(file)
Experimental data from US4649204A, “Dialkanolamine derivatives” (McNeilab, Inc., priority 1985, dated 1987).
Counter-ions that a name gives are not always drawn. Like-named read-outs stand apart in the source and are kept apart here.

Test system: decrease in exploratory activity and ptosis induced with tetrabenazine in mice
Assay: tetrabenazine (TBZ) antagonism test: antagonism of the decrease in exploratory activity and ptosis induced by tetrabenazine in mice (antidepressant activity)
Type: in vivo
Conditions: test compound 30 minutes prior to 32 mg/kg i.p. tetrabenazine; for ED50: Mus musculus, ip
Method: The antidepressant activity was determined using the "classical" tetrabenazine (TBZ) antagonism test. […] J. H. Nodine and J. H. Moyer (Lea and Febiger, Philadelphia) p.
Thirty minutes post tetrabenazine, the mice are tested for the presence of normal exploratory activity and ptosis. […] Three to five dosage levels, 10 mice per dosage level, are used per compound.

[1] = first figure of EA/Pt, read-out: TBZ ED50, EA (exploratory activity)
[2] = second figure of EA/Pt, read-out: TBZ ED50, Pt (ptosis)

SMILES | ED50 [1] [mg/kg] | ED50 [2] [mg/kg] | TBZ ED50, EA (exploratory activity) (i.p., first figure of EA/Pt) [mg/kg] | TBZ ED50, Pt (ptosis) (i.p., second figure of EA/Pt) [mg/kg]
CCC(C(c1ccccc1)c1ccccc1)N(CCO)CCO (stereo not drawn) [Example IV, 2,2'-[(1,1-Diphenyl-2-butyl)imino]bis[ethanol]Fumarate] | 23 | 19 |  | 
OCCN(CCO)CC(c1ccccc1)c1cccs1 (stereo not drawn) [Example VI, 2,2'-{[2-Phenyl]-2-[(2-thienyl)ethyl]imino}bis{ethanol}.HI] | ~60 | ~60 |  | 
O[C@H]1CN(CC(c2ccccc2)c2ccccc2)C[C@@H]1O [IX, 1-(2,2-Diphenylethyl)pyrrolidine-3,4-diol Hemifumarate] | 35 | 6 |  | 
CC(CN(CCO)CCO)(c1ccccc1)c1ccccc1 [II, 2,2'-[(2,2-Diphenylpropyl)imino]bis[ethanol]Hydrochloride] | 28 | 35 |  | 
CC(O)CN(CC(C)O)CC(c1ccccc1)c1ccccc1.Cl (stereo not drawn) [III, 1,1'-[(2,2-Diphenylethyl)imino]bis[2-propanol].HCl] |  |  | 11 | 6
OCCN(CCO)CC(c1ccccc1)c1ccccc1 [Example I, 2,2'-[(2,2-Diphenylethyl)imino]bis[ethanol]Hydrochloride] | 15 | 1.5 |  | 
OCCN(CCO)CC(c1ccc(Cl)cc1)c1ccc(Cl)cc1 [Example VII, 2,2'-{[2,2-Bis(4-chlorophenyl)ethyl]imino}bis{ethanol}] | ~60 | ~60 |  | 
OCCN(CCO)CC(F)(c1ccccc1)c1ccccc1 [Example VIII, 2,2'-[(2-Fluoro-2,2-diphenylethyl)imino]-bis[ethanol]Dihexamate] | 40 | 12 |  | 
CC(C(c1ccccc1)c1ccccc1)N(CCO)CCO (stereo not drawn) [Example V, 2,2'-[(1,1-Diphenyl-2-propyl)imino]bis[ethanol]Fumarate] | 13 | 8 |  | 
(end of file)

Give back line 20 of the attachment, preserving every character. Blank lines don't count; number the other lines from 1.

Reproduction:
CC(C(c1ccccc1)c1ccccc1)N(CCO)CCO (stereo not drawn) [Example V, 2,2'-[(1,1-Diphenyl-2-propyl)imino]bis[ethanol]Fumarate] | 13 | 8 |  | 